Companies in every industry are in the crosshairs of disruption and the tire industry is no exception.
SimpleTire is a prime example of a company that has recognized an opportunity to disrupt the tire industry by utilizing data and analytics to source tire inventory from a vast network of suppliers. The ultimate goal for the company is to enable end consumers to pick and choose between multiple tire brands while making the selection and installation process as simple as possible.
HMG Strategy recently caught up with SimpleTire CIO Chrianjoy (CJ) Das, a 2018 Philadelphia CIO Executive Leadership Summit speaker, to get his perspective on how SimpleTire is disrupting the U.S. tire industry and his role in helping the company to achieve its goals.
HMG Strategy: Please describe how SimpleTire is disrupting the tire industry.
CJ Das: The tire industry isn't different from other industries in that products could be on a shelf for a number of years. We sell tires that could be up to four years old.
The tire industry is a very fragmented and unregulated industry. There are big margins in this industry. Yet no one has played a major role in changing the industry as a whole until we came along.
If you view it from a supply-chain standpoint, it's often cheaper to buy from us than purchasing directly from a manufacturer. Nobody really tried to disrupt the tire industry for 100+ years until SimpleTire came along. Someone had to take the reigns of leadership in the industry and use technology to come up with a digital platform for making it easier for consumers to buy tires.
What we did was to create a digital platform where you can upload your inventory and we can sell directly to consumers. There are more complex things that happen behind the scenes but there's little human intervention that's involved.
What is your role in helping SimpleTire to achieve its objectives?
CJ Das: Our owners have been in the tire industry for three generations. One day, they decided they needed an online presence for creating an e-commerce site prior to my joining the company.
Because transportation costs with large, heavy tires are expensive, there wasn't a big demand for an e-commerce site. It had limited success at first.
The owners wanted to bring in a technology person to see what could be done. I was the first CIO to join the company. Anyone can create a platform, but how do you make it seamless and onboard someone in a scalable way? That was a key challenge for us, so we started with AWS and designed the system from scratch. Our owners knew some of the distributors in the tire industry and we saw how easy it was to obtain the data we needed.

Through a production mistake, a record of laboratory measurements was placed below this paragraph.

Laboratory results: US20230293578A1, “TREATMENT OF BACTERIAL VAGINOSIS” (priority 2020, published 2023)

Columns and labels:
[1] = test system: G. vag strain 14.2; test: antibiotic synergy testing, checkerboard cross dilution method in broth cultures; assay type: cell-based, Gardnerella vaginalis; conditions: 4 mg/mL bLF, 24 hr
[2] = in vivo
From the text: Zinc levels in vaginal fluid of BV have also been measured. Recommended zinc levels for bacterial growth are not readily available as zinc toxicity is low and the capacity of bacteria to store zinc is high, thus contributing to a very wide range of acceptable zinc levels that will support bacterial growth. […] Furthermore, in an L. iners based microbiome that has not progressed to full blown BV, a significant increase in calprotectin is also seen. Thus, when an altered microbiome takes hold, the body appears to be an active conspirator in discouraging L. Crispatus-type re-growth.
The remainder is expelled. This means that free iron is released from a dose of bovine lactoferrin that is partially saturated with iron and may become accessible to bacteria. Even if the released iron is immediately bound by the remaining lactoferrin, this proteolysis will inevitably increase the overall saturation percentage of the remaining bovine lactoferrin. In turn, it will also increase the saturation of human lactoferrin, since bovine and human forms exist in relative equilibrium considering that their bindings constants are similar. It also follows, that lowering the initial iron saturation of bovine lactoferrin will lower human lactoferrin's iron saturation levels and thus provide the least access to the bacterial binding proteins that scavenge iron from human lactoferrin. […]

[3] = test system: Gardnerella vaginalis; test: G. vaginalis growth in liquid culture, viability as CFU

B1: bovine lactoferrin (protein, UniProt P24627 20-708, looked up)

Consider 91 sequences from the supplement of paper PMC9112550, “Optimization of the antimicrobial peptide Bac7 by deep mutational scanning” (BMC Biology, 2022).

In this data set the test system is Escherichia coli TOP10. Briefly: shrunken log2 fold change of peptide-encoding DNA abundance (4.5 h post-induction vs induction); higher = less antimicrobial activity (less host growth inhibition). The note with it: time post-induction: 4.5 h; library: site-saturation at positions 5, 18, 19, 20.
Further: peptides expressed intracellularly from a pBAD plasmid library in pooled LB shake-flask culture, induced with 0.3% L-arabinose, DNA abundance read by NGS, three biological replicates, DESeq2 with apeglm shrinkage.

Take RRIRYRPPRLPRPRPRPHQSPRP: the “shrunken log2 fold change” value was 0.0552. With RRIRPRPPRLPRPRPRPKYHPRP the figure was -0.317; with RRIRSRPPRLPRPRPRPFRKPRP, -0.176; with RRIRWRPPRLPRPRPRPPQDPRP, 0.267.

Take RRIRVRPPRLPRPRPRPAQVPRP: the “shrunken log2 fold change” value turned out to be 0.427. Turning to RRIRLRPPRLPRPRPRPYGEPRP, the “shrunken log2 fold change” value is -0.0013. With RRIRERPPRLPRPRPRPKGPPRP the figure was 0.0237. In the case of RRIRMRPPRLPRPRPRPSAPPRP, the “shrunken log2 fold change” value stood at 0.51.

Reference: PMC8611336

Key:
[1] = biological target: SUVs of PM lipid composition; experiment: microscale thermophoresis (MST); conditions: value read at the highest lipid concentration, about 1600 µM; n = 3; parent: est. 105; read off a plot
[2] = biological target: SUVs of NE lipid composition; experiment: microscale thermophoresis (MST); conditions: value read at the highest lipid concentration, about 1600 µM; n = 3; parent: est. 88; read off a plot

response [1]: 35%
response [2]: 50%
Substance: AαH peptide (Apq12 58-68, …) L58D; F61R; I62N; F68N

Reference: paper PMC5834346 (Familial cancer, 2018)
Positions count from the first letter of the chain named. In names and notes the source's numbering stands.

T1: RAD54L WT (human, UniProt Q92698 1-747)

How are you helping to drive the cultural changes that are needed for SimpleTire to succeed?
CJ Das: We're being a bit bold because we didn't know if this idea would gain traction. Taking a different mindset is important. Culture isn't something that I or somebody could impose. Culture typically represents the attitudes and actions of our employees and members.
Having a skunkworks team in R&D has also helped to drive innovation. The culture in any startup company should be entrepreneurial and nimble.
I like people who are anti-establishment. Young people often have no respect for establishment and that helps us. I like people who like to break the rules and ask for forgiveness later.
Some manufacturers wouldn't talk to us when we first started the company, and they viewed us as rogue. But we've gained so much momentum that there's no way of stopping us. That's the mantra I've tried to preach.
Can you point to a few of the ways that the company is leveraging technology to help it obtain and maintain a competitive edge?
CJ Das: As I'd mentioned, we're anti-establishment, so we tend not to talk to the big tech companies. We do use AWS but we don't think of them as bureaucratic. We rely on cloud technologies such as AWS that are scalable.
Can you point out some of the ways you work with senior leadership at the company to help identify and act on opportunities to drive innovation?
CJ Das: We don't have any magic formula for innovation. In a small company, every problem is my problem - whether it's in finance or marketing. We work together to solve problems. And we communicate back and forth using Slack all the time.
I can help identify when things are working well and offer suggestions when they aren't.
Data drives a lot of our innovation and shows us what should be done.
What are some insights and recommendations you would offer to fellow CIOs on leveraging the CIO's role to help cultivate innovation within the company?
CJ Das: Having a team of young people who don't play by any rules is key. Having an R&D team that are not bound by any rules goes a long way in helping us to innovate.
CIOs often act like guardians they want to protect things. We are here to enable the business. I try to give a 'Yes' answer to most business problems. Security is a big deal but that's how we come in to make sure the data is available yet secure.
If you open up and collaborate with the business, this becomes a powerful response to approaching innovation.
To learn more about CJ Das and other high-level speakers at the 2018 Philadelphia CIO Executive Leadership Summit, click here.